This is what it is to"put on Christ, "by a sin gle, decisive, voluntary act. And it is well for those of us who bear His name and who hope in His grace, to consider what we have already done, what we did, many of us, years ago. If we have to-day any hope of God's mercy, it is not be cause of the lives we are living, but because we have put on the righteousness of Christ. Let us feel, then, our utter unworthiness, and empty our hearts of all foolish pride, while we realize and confess our entire dependence upon the grace that is in Christ Jesus. And then let us remember that we are committed to His service. We have pledged ourselves to obey Him. We have accepted Him as our Master. The world has no authority over us; to Him alone we stand or fall, and He is able to make us stand. 0 let us not forget that the yoke of Christ, when once put on, can never be put off, and that each of us, who have accepted the rule of Christ, owes to Him the same patient, un wearied, complete devotion, which the slave owes to his master, which the subject owes to his king. And, thirdly, what right have we who are Chris tians, to suffer our minds to be disturbed on any subject on which we have the authority of Christ? How shall we doubt or deny, when He has spoken? How shall we dispute His word? How shall we distrust His promises? Heaven and earth may pass away, but no word of His can ever pass. It is not for me to urge those of you who are already His followers, in this sense of the words, to"put on the Lord Jesus Christ."But I exhort you to re member that you have long ago done so, and to keep ever in mind, and to make your thought and conduct accord with, this close and beautiful relation of dependence and of service, that He may be to you what He was to His first disciples, all in all - the beginning and the end of your re ligion.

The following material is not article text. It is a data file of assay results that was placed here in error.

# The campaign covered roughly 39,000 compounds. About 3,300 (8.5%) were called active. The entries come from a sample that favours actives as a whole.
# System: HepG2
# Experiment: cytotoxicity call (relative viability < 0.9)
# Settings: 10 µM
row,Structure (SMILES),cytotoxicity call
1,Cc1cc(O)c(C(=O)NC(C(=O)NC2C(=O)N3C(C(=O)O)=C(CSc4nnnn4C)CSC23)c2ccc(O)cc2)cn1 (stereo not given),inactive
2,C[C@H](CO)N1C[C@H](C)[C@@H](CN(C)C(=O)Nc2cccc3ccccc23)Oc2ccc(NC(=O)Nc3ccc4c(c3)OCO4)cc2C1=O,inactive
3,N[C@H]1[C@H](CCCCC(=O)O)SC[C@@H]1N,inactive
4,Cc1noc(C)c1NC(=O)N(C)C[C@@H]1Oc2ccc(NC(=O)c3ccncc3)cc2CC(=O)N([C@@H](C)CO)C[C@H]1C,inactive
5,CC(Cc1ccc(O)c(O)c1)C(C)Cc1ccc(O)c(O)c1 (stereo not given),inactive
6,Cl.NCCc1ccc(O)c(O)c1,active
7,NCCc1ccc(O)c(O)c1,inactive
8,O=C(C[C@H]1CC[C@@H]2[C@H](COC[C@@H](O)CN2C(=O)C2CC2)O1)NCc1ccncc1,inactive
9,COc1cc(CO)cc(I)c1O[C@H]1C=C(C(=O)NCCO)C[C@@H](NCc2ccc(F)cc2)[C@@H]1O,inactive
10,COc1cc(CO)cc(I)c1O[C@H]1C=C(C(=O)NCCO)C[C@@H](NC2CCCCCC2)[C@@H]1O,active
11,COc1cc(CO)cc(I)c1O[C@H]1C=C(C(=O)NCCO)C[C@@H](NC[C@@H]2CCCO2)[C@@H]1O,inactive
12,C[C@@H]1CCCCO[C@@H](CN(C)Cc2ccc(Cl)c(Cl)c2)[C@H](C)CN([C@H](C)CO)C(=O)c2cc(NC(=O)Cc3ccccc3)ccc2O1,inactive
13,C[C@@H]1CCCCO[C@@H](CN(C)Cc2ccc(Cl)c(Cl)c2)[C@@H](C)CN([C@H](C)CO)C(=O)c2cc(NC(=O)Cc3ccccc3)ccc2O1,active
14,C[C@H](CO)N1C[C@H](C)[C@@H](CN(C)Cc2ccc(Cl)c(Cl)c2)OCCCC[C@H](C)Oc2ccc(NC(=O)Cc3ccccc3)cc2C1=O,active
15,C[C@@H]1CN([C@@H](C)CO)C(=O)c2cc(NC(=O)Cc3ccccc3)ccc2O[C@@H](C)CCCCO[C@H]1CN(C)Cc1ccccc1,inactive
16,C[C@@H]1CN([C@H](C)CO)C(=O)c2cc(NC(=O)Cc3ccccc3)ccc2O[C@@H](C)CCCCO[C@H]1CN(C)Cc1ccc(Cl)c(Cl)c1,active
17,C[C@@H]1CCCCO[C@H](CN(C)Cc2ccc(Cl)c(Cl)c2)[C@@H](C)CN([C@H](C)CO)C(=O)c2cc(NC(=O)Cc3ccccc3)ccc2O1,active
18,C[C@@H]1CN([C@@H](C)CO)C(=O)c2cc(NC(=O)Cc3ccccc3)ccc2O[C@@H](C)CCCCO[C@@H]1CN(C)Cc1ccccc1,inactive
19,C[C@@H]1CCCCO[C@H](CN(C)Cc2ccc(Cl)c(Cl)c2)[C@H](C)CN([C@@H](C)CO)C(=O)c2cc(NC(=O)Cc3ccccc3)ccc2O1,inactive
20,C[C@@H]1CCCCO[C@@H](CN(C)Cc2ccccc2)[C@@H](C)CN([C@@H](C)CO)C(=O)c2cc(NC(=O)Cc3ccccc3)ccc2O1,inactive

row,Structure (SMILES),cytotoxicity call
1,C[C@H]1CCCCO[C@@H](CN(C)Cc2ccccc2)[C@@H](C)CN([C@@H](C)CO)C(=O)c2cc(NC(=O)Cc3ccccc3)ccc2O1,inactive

But there are some of you, probably, who do not stand in this relation. You are to some extent Christians. Yes; I presume there are no heathen here. But you are Christians because you cannot help it, because you were born in this country and in this age of the world. Or you are Christians because it is the decent and proper thing to obey some of Christ's commandments, and to show some thing of His spirit. But you are not Christians in the true sense of the word, till you have done what I have now been describing, - till you have"put on Christ."And till then you not only have no right to hope for the favor of Christ in the life to come, you have not even begun to know the joy and glory of life on earth. You are all adrift on an ocean of uncertainty, if you do not accept Him as a divine teacher. You are at the mercy of your own ignorance and of your own passions, if you do not let Him rule your conduct. And 0, how will you dare to appear before the all-seeing eye of God, if your frailties and your sins are not covered up by something better than such a righteousness as yours? Do not tell me that, so far as you can see, many of those who call themselves Christians have not put on Christ to any very great degree. I know it; I know it. It is the scandal and the shame of Christendom. But after all, the truest, noblest, happiest life is a life in Christ. And there is no other sure foundation for the hope of blessed ness hereafter than that which is laid in Him. This is no longer a proposition to be proved. It is the declaration of the word of God. It is the testi mony of an illustrious and increasing company, from the days of the apostles to our own. And this - and nothing else - is what it is to become a real Christian. It is to make the mind and will and righteousness of Christ your own. It is to clothe yourself with Christ. One simple act of self-surrender, and it is done! But if this is so, why did St. Paul write to the Roman Christians, exhorting them still to put on Christ? Had they not been baptized into Him like the Galatians? Or had they so fallen away that they needed to be converted over again? Ah! but we have not yet got at the full meaning of this deep phrase. There still remained for them, and there still remains for us, the long, hard, necessary task of putting on the character of Christ. And that is what St. Paul refers to in the text. Without it everything may be begun, but nothing is finished. The foundation is laid. Now let the perfect build ing rise upon it! And this, my Christian friends, is the one thing that we have to do, - to put on the character of Christ. A man may go and live for many years in a foreign country. He may engage in business there, may learn its language; submit to its laws, and adopt many of its customs; he may even be come a citizen of it, and earn a right to its pro tection. And yet he may never enter at all into the real life of its people, may take no true interest in its prosperity, may cherish toward it no genuine loyalty, but remain to the end as much a foreigner as he was at the beginning. Or one may be a member of a Christian church, he may attend its services and behave with entire propriety, may suf fer his name to stand on its roll, may make his little contribution when the plate is passed, and pay his pew-rent with prompt regularity. But he may still have, and may even desire to have, no share in the real life of the Church; its spirit is not in him, he takes no part in its work, and its services perhaps do him about as much good as they do to the rafters of its roof or to the carpet on its floor. And so a man may be a Christian - yes, we cannot deny it, he may be a genuine Christian; he may have put on the Lord Jesus Christ in the sense thus far explained, and to such an extent as to cherish a comfortable hope of his final salvation, who has caught very little of the spirit of Christ, and exhibits a character very dif ferent from that of his Master. The world does not want such Christians as these. They are simple obstacles in the way of Christianity. And such Christians we do not want to be. We want with the faith of Christ to put on the character of Christ. His purity, for example, His utter and absolute aversion to evil. We do not want the spirit which says, "Pardon thy servant in this thing, "or that thing, or which does the thing and asks no pardon, because it deems Christ's standard of morality too high. We want a character that will not tamper with evil, but will fearlessly do right at whatever cost. Then the gentleness of Christ. His purity was not of that kind which makes a man hard in his judgments, and repels those whom it ought to attract."Separate from sinners, "and yet the best friend that sinners ever had, always working for them, always winning them to Him, always doing them good - that is what He was, and that is what we ought to be. The constant sense of spiritual things was another trait of His character which we too should strive to put on. The world around Him was not so bright as it is around us, but no earthly splendor could have blinded His eyes to the heavenly vision which was before Him all the time. And what we need, beyond almost anything else, is to realize the nearness to us of the unseen realms, so that in fluences from them may govern our lives, and that the truth which relates to them may be to us both motive and consolation. The self-denying love of Christ for men, - if we have not something of it, we are not worthy of Him. If we are not willing to sacrifice anything of our wealth, our comfort, our present advantage, for the sake of those whom He died to save, how can we call ourselves His dis ciples? Surely we need to put on more of this.